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Jane Lecomte: Restoring biodiversity's freedom

Researcher portraits Article published on 28 May 2019 , Updated on 24 September 2020

Jane Lecomte is the director of the Ecology, Systematics and Evolution Laboratory (ESE - AgroParisTech / CNRS / Université Paris-Sud) and Sustainable Development Project Manager at Université Paris-Sud. A specialist in ecology, this researcher has made biodiversity both a cutting-edge scientific expertise and a personal commitment.

Jane Lecomte's ESE laboratory is one of the few laboratories in France that focuses on both aspects of ecology, i.e evolutionary and functional, and evolution. "Our research topics cover both the origin and dynamics of biodiversity and the evolution and functioning of ecosystems and socio-ecosystems. The effects of global changes, particularly climate change, on biodiversity is a cross-cutting theme for all teams," says the researcher.

The DNA of pluridisciplinarity

"Ecology is multidisciplinary by definition because it is the study of the interactions between living beings and their environment," continues Jane Lecomte. This scientific discipline combines the life sciences with chemistry, physics, geosciences, climate sciences, mathematics, and the human and social sciences. "One of our teams studies the interactions between ecological systems and human societies. Two economists and an eco-anthropologist are seeking to better understand the dynamics of non-human biodiversity with the functioning of our society."

The other characteristic of ecology is to carry out statistical, mechanistic, or theoretical modelling approaches. "We are facing very complex systems and are engaged in a dynamic of scenarios that extrapolate the evolution of these ecosystems in the long term. »

From Mont Lozère to the Saclay plateau

"As a child, I was very close to nature, I loved ecology even before I knew what it was," says Jane Lecomte. After a master's degree in biology and biochemistry at ENS-Paris, she defended her thesis in 1993, obtained a position as a temporary teaching and research associate (ATER) at Université Paris-Sud and was then recruited at the ESE laboratory. While her first research focused on Mont Lozère’s animal populations and their dynamics and viability regards to their habitat fragmentation, the researcher turned to plants once she joined ESE. "There was a strong need for scientific expertise on the ecological risks associated with the release of transgenic plants and their genes into the environment." For ten years, she carried out field monitoring, experimentation and modelling work on this issue. She was a member of the first scientific committee of the High Council for Biotechnology from 2009 to 2014.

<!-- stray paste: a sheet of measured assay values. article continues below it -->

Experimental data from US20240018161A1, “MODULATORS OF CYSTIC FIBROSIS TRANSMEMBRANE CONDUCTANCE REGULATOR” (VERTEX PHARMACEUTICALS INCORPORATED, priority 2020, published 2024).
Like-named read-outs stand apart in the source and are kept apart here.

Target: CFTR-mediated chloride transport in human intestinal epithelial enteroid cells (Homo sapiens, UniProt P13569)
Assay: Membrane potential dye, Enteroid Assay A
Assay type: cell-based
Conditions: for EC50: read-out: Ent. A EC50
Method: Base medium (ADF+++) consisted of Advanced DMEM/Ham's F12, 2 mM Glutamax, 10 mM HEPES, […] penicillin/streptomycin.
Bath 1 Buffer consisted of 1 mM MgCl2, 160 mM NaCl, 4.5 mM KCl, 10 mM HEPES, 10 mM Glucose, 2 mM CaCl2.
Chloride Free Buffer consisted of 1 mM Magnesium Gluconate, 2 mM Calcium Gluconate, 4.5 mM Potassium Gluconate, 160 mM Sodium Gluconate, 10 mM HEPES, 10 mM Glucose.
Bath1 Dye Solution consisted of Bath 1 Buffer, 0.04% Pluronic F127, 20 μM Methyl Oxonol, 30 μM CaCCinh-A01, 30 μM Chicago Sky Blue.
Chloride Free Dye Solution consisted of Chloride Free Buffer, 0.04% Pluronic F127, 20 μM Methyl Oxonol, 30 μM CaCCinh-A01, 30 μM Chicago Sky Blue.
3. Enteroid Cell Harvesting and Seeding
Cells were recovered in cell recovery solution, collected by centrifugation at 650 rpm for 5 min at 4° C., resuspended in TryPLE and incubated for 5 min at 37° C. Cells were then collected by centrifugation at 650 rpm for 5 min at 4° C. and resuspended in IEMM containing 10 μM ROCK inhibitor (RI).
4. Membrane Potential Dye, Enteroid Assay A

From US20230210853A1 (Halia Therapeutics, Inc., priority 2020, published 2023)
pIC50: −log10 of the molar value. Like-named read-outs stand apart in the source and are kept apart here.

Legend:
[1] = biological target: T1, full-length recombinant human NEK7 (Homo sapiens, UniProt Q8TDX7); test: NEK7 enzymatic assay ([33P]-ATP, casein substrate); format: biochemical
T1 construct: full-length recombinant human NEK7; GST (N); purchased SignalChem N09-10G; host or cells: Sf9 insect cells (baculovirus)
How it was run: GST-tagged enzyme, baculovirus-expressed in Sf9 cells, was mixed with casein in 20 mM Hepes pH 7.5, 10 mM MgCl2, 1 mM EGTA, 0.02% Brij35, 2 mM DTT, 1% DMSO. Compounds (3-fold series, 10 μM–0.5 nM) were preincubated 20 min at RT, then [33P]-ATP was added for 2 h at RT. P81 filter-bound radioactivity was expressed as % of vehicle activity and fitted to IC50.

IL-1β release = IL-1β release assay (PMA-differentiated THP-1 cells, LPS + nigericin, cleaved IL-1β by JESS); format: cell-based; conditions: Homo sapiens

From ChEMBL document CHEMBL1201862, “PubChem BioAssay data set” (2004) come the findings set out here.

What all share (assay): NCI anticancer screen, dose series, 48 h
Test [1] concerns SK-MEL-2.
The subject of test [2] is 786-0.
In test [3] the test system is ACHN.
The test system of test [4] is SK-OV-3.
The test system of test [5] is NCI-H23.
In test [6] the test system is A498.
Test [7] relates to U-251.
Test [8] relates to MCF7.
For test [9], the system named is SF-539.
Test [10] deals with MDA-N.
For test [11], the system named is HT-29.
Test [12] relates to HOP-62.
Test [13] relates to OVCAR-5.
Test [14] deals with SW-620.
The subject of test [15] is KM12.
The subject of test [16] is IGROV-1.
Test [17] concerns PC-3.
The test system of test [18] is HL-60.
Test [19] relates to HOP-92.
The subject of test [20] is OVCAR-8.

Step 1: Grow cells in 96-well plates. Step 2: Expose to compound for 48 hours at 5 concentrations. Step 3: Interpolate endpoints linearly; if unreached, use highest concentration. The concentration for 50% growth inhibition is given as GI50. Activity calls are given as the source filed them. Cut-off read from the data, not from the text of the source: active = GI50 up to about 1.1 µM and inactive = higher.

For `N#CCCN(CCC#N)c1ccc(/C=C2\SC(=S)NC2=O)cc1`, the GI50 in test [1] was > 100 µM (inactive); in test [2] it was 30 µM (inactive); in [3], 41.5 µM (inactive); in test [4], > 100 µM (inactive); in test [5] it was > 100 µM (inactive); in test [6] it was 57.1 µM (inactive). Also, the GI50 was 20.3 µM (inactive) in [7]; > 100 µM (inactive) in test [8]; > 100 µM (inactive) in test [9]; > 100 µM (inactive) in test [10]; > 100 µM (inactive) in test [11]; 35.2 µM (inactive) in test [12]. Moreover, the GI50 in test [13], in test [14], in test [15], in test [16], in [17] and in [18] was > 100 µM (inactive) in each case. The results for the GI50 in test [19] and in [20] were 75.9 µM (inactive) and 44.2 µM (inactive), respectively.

Towards a "greening" of agricultural environments

Jane Lecomte then realized the link between her first research in environments with very low anthropization and the one in environments that are very disturbed by humans. "We are studying how semi-natural environments could be arranged within agricultural landscapes in order to best benefit from the services provided by biodiversity. The bio-aggressors of a field are either eradicated by pesticides or by conservation biological control. The latter consists in mobilizing the natural enemies of these bio-aggressors. It is one of the approaches used in agroecology. " One stone, two shots: in the same time one can reduce the negative effects of pesticides on human and non-human health and allow wild biodiversity to reinvest in agrosystems.

An ethics of biodiversity

Nowadays, advocating an environmental ethic, the researcher defends an evocative approach to biodiversity. "We must consider our relationship with non-humans and their evolution beyond our anthropocentric interests, which means, in particular, reducing our footprint on the living. Leaving degrees of freedom to the living is enough to make it more resilient to disturbances so that it could adapt itself and continue its evolutionary trajectory." This observation is corroborated by many scientific results for which Jane Lecomte is fighting, for their better consideration by politicians and scientists. "We know what needs to be done to stem the erosion of biodiversity and also that climate change requires lowering the temperature by one degree. It has taken 30 years to mobilize on climate issues, and it is extremely important. But so are the challenges of biodiversity and we must act quickly! " From this point of view, Jane Lecomte welcomes the fact that "the link with the public sphere has finally been established" thanks to the media coverage of the IPBES report.

Jane Lecomte